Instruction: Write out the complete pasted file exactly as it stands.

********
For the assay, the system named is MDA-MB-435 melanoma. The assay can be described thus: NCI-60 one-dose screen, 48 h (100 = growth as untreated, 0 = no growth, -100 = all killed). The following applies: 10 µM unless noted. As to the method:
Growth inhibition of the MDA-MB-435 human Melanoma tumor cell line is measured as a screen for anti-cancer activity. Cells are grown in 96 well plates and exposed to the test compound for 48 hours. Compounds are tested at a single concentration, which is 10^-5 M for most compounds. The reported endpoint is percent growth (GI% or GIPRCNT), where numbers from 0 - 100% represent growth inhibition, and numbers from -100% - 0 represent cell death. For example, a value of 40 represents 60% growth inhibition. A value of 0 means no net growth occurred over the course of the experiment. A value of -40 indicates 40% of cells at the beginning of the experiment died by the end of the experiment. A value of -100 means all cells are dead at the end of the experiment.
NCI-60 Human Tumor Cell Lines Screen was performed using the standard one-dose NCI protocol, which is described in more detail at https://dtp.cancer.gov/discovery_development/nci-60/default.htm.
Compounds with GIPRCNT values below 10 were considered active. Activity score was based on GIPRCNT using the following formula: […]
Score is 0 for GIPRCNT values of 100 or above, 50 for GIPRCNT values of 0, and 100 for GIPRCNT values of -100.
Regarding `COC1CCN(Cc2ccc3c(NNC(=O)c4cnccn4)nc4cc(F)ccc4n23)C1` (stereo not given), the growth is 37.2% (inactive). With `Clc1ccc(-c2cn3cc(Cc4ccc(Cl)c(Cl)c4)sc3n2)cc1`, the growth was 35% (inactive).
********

For the assay, the system named is MDA-MB-435 melanoma. The assay can be described thus: NCI-60 one-dose screen, 48 h (100 = growth as untreated, 0 = no growth, -100 = all killed). The following applies: 10 µM unless noted. As to the method:
Growth inhibition of the MDA-MB-435 human Melanoma tumor cell line is measured as a screen for anti-cancer activity. Cells are grown in 96 well plates and exposed to the test compound for 48 hours. Compounds are tested at a single concentration, which is 10^-5 M for most compounds. The reported endpoint is percent growth (GI% or GIPRCNT), where numbers from 0 - 100% represent growth inhibition, and numbers from -100% - 0 represent cell death. For example, a value of 40 represents 60% growth inhibition. A value of 0 means no net growth occurred over the course of the experiment. A value of -40 indicates 40% of cells at the beginning of the experiment died by the end of the experiment. A value of -100 means all cells are dead at the end of the experiment.
NCI-60 Human Tumor Cell Lines Screen was performed using the standard one-dose NCI protocol, which is described in more detail at https://dtp.cancer.gov/discovery_development/nci-60/default.htm.
Compounds with GIPRCNT values below 10 were considered active. Activity score was based on GIPRCNT using the following formula: […]
Score is 0 for GIPRCNT values of 100 or above, 50 for GIPRCNT values of 0, and 100 for GIPRCNT values of -100.
Regarding `COC1CCN(Cc2ccc3c(NNC(=O)c4cnccn4)nc4cc(F)ccc4n23)C1` (stereo not given), the growth is 37.2% (inactive). With `Clc1ccc(-c2cn3cc(Cc4ccc(Cl)c(Cl)c4)sc3n2)cc1`, the growth was 35% (inactive).